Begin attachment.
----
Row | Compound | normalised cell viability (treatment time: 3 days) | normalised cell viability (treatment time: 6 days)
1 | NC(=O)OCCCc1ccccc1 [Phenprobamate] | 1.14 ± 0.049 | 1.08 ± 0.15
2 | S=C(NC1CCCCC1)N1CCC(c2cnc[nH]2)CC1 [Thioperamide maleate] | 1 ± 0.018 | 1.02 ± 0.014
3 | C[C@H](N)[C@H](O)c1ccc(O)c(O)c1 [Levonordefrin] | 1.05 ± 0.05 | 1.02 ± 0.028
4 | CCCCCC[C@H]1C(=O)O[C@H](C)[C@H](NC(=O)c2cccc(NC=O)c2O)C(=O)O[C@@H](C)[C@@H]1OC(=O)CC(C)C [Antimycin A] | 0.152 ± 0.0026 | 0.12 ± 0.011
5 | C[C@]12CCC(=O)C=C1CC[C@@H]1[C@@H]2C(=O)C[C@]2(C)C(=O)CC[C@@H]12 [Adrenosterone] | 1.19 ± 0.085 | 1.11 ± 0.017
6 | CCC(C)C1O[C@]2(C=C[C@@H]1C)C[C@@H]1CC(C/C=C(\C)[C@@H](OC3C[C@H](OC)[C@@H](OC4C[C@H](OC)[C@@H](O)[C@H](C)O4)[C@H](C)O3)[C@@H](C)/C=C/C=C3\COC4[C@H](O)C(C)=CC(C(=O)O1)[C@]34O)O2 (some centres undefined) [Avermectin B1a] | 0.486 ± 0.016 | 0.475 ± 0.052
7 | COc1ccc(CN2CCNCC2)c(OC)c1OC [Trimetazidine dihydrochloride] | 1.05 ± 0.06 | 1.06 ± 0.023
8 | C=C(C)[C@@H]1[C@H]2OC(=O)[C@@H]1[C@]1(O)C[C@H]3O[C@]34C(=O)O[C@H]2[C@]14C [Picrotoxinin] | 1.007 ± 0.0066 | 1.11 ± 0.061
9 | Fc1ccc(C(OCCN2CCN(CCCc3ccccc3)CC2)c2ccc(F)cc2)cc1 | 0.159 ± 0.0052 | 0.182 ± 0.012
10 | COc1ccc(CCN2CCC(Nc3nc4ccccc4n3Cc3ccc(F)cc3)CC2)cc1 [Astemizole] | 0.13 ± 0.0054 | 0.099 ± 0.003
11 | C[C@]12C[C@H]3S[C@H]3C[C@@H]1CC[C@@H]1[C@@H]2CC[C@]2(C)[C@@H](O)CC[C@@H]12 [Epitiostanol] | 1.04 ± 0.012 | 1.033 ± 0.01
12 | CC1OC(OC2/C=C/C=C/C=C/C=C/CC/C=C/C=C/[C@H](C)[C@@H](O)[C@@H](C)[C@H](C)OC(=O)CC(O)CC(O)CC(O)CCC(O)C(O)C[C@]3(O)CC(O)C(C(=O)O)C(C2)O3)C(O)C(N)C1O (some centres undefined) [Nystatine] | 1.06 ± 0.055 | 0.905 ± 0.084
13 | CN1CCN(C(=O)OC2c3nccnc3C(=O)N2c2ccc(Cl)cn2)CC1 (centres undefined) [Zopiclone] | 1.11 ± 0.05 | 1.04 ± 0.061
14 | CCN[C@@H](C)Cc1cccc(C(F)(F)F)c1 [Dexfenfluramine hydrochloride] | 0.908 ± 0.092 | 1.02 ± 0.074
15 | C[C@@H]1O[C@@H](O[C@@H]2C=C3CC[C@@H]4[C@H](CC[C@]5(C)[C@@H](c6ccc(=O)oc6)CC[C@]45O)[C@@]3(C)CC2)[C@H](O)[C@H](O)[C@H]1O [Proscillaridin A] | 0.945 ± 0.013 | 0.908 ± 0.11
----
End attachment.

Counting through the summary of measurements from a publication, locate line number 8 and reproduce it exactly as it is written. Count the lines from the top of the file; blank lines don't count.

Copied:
7 | COc1ccc(CN2CCNCC2)c(OC)c1OC [Trimetazidine dihydrochloride] | 1.05 ± 0.06 | 1.06 ± 0.023